Two benefits that can be achieved by slipsheeted materials handling are reduction in handling costs and also costs of product shipping damage, as the Toro Company has found when they started shipping their walk‐type power lawn movers in stretch‐wrapped slipsheeted loads. Costs of product shipping damage actually fell by a huge 80%.
Although General Foods Corporation in the U.S. has traditionally been using palletised shipping successfully in the early years of their introduction, it was found that the quality of the wooden pallets began to deteriorate as shipping volumes grew and the pallet exchange pool expanded to include more and more of other shippers and customers. According to C. W. Ebeling [*], it also became more and more difficult to obtain good hardwood pallets to the original specifications established for the program and it became virtually impossible to keep up with pallet repairs.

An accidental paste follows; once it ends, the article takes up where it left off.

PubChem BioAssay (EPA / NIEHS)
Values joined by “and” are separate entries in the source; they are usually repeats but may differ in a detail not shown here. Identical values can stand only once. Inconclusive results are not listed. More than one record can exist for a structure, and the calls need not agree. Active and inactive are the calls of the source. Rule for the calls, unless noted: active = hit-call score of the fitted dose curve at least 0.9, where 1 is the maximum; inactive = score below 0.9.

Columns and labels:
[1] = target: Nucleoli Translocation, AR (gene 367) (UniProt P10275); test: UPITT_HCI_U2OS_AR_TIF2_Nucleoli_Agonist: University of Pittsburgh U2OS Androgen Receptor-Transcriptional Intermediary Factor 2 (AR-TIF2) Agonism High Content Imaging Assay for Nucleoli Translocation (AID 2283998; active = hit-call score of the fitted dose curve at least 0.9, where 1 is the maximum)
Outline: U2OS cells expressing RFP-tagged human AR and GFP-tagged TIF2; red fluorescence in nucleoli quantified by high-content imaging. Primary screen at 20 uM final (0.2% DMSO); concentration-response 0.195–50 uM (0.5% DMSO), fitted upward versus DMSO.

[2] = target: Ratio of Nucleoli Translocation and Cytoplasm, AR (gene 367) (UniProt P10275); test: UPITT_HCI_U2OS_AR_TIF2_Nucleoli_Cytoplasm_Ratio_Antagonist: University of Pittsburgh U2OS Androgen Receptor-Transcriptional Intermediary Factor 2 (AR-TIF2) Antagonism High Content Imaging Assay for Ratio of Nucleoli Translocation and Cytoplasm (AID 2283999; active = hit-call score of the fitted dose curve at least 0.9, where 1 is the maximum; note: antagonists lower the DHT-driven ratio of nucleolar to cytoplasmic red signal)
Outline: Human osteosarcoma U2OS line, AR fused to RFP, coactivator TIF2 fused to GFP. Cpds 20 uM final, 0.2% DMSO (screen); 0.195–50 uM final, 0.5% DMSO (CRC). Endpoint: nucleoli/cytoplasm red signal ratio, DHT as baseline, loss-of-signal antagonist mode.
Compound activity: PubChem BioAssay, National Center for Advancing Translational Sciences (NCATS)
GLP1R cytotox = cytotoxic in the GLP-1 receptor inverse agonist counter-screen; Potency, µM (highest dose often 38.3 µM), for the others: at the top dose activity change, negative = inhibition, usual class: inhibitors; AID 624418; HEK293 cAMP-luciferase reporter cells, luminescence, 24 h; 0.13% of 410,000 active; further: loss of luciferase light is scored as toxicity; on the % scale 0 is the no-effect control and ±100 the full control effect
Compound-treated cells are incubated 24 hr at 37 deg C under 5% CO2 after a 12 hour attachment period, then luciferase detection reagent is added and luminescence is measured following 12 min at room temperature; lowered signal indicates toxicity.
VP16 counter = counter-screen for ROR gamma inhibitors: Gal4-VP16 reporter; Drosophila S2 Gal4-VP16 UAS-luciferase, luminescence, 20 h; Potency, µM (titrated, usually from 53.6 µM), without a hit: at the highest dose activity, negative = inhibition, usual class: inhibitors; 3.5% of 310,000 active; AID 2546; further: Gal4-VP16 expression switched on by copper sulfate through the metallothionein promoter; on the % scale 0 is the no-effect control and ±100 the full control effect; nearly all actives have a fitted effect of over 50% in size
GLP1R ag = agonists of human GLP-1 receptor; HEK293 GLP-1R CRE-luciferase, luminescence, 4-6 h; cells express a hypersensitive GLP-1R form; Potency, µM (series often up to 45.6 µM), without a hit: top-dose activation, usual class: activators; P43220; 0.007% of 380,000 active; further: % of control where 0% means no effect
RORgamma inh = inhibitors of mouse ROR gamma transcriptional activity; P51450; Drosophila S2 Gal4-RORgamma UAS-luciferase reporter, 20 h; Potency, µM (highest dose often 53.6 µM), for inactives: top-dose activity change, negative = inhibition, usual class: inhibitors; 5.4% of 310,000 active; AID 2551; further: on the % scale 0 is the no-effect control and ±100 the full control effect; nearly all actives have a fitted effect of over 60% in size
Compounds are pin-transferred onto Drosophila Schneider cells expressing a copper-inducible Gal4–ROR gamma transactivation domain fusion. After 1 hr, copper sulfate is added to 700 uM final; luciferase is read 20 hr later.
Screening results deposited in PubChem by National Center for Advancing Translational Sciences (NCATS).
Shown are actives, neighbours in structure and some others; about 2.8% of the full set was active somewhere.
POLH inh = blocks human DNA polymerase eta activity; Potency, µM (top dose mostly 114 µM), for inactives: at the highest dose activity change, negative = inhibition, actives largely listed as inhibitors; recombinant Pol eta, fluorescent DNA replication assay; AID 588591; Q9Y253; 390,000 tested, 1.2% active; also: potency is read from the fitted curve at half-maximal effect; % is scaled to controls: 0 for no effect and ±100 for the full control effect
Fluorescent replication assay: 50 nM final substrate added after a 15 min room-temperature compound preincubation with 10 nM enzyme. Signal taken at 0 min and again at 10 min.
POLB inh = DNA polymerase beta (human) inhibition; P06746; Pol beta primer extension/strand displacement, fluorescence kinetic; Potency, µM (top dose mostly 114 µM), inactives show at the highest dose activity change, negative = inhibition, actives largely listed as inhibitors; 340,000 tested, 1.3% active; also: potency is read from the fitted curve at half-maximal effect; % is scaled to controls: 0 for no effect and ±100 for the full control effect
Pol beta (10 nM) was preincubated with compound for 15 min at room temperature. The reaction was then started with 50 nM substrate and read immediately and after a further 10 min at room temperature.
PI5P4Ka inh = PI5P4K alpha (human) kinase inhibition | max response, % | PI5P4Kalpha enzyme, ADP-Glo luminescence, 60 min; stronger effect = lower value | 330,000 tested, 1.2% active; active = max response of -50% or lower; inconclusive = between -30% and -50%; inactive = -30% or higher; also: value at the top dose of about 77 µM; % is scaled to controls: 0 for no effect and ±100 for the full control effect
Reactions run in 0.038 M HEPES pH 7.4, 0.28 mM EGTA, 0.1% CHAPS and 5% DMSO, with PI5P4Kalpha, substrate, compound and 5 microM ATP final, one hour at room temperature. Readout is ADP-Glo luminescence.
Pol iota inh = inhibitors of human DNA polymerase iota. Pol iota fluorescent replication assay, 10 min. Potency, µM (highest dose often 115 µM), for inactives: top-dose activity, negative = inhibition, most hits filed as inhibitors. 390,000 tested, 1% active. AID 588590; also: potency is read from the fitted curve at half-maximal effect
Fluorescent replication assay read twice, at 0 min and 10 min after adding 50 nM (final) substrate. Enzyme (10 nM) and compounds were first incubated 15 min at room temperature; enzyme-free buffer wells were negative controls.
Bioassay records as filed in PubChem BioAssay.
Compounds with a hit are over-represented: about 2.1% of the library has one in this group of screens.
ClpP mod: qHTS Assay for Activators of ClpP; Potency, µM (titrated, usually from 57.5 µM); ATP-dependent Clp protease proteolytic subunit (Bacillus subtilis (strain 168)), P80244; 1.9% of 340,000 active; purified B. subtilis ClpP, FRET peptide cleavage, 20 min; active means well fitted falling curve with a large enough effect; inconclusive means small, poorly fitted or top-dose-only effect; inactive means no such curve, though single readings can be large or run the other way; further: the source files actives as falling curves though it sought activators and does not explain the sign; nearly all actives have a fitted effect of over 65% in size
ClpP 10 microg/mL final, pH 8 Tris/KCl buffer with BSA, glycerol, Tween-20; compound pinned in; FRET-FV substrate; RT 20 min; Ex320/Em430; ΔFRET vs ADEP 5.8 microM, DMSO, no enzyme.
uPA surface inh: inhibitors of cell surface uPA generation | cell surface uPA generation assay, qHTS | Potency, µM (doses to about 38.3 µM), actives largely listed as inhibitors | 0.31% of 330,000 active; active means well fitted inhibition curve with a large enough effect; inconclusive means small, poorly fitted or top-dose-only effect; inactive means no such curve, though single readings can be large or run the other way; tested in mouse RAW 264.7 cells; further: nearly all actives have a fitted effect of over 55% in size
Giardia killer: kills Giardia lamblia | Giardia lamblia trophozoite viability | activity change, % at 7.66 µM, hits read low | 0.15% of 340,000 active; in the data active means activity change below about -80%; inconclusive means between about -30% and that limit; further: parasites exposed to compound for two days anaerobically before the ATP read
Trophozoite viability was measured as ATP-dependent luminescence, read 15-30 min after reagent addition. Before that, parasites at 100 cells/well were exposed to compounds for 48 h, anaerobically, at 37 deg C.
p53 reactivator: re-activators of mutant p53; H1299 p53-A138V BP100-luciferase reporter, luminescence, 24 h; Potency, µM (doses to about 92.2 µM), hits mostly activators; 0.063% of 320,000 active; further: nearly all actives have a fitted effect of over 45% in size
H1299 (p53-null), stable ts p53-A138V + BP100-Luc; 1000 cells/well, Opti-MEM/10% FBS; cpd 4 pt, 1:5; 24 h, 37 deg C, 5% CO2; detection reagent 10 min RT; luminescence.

Air transportation of goods around the world offers fast turnaround for products for which speed of distribution and ground inventory reduction is important. But, compared to an ocean‐going container vessel, space on a cargo plane is limited no matter how big the plane is.
World trade has grown since ancient times. Today, containers and container ships are constantly being produced to handle the enormous quantities of goods that are shipped across borders.
Containerisation has been instrumental in improving the rates and volumes of the movement of goods. Yet simple measures can be implemented to increase the efficiency of the transportation of goods using containers.